All week on Absolute Michigan & Michigan in Pictures we’re looking at invasive species and their impact on Michigan. Zebra mussels and the more recent invader quagga mussels belong to the dreissenid mussel family and many contend that they have had a more serious impact on the Great Lakes than any other invader. Via an excellent feature in the Grand Rapids Press, Zebra mussels’ damage make them the worst of all Great Lakes exotic species, scientists say:
“In terms of the whole food web, I don’t think there’s any question that zebra and quagga mussels have had the largest impact on the biological communities of the Great Lakes,” said Tom Nalepa, a research biologist at the federal government’s Great Lakes Environmental Research Laboratory in Ann Arbor.
Sea lamprey only affected fish at the top of the food chain. Zebra and quagga mussels have caused profound changes at all levels of the food chain in every Great Lake except Superior, Nalepa said.
These small but potent invaders have clogged water intakes at power plants and water treatment facilities (adding $2 billion to annual costs), decimated algae and other plankton including nearly 100% of diporeia in some areas, severely impacted prey fish fish populations and those of the predatory fish like whitefish, trout and salmon, created conditions for toxic algae blooms that have fouled beaches, killed fish and more than 70,000 fish-eating birds, including bald eagles and common loons. In short, they have come into the Great Lakes and hundreds of our lakes & rivers and radically changed them.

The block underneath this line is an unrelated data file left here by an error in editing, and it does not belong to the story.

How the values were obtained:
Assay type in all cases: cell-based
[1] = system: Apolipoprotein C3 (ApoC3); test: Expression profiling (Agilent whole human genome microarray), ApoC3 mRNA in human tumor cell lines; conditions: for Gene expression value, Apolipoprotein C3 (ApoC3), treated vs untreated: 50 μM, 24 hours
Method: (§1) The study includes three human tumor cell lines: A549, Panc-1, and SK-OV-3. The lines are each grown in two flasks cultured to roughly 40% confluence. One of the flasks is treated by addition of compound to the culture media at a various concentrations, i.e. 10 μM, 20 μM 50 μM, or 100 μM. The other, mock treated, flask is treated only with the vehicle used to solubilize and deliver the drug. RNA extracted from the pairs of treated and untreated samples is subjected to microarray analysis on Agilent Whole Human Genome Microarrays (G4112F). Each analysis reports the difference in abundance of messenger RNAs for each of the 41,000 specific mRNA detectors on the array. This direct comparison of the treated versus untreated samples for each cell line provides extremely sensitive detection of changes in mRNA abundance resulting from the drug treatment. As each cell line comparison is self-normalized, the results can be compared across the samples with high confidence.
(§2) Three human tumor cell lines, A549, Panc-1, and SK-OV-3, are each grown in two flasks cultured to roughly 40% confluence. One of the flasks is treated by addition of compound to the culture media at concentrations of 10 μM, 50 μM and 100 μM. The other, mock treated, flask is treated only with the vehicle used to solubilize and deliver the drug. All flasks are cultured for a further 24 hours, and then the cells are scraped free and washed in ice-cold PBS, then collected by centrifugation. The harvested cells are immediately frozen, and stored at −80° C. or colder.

Now quagga mussels are supplanting zebra mussels and – like Wicked Witches – the second one is even worse than the first. The Christian Science Monitor ran a feature the other day with the dire headline Lake Michigan’s ecosystem facing collapse that says that the mussels are consuming phytoplankton at a rate that’s five to seven times greater than it is being produced.
While there’s no way to put the zebra/quagga genie back in the bottle, we can slow their advance by following some simple steps when we move boats from lake to lake. In closing, here’s an excellent video feature, Quagga & Zebra Mussels – What are they and where did they come from?, that was produced to make people in the west aware of the threat: